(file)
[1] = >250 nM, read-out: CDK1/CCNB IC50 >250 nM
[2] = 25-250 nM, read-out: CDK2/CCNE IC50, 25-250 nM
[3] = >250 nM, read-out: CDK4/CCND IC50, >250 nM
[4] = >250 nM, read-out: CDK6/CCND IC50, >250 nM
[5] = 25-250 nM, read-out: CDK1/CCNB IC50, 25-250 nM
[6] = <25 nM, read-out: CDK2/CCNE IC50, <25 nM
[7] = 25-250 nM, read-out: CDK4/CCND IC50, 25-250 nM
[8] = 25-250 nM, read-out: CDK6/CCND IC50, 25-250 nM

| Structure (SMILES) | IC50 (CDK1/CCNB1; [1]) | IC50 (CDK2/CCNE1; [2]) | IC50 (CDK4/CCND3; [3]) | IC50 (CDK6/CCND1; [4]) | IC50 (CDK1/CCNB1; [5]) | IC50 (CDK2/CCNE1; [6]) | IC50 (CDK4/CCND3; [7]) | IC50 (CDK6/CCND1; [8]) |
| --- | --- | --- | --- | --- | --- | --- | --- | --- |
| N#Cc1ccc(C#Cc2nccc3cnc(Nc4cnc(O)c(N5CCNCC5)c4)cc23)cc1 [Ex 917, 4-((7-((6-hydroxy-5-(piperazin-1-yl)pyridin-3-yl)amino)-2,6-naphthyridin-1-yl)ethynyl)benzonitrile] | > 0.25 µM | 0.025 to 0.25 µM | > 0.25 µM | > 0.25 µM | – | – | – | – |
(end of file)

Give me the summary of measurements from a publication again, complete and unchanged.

[1] = >250 nM, read-out: CDK1/CCNB IC50 >250 nM
[2] = 25-250 nM, read-out: CDK2/CCNE IC50, 25-250 nM
[3] = >250 nM, read-out: CDK4/CCND IC50, >250 nM
[4] = >250 nM, read-out: CDK6/CCND IC50, >250 nM
[5] = 25-250 nM, read-out: CDK1/CCNB IC50, 25-250 nM
[6] = <25 nM, read-out: CDK2/CCNE IC50, <25 nM
[7] = 25-250 nM, read-out: CDK4/CCND IC50, 25-250 nM
[8] = 25-250 nM, read-out: CDK6/CCND IC50, 25-250 nM

| Structure (SMILES) | IC50 (CDK1/CCNB1; [1]) | IC50 (CDK2/CCNE1; [2]) | IC50 (CDK4/CCND3; [3]) | IC50 (CDK6/CCND1; [4]) | IC50 (CDK1/CCNB1; [5]) | IC50 (CDK2/CCNE1; [6]) | IC50 (CDK4/CCND3; [7]) | IC50 (CDK6/CCND1; [8]) |
| --- | --- | --- | --- | --- | --- | --- | --- | --- |
| N#Cc1ccc(C#Cc2nccc3cnc(Nc4cnc(O)c(N5CCNCC5)c4)cc23)cc1 [Ex 917, 4-((7-((6-hydroxy-5-(piperazin-1-yl)pyridin-3-yl)amino)-2,6-naphthyridin-1-yl)ethynyl)benzonitrile] | > 0.25 µM | 0.025 to 0.25 µM | > 0.25 µM | > 0.25 µM | – | – | – | – |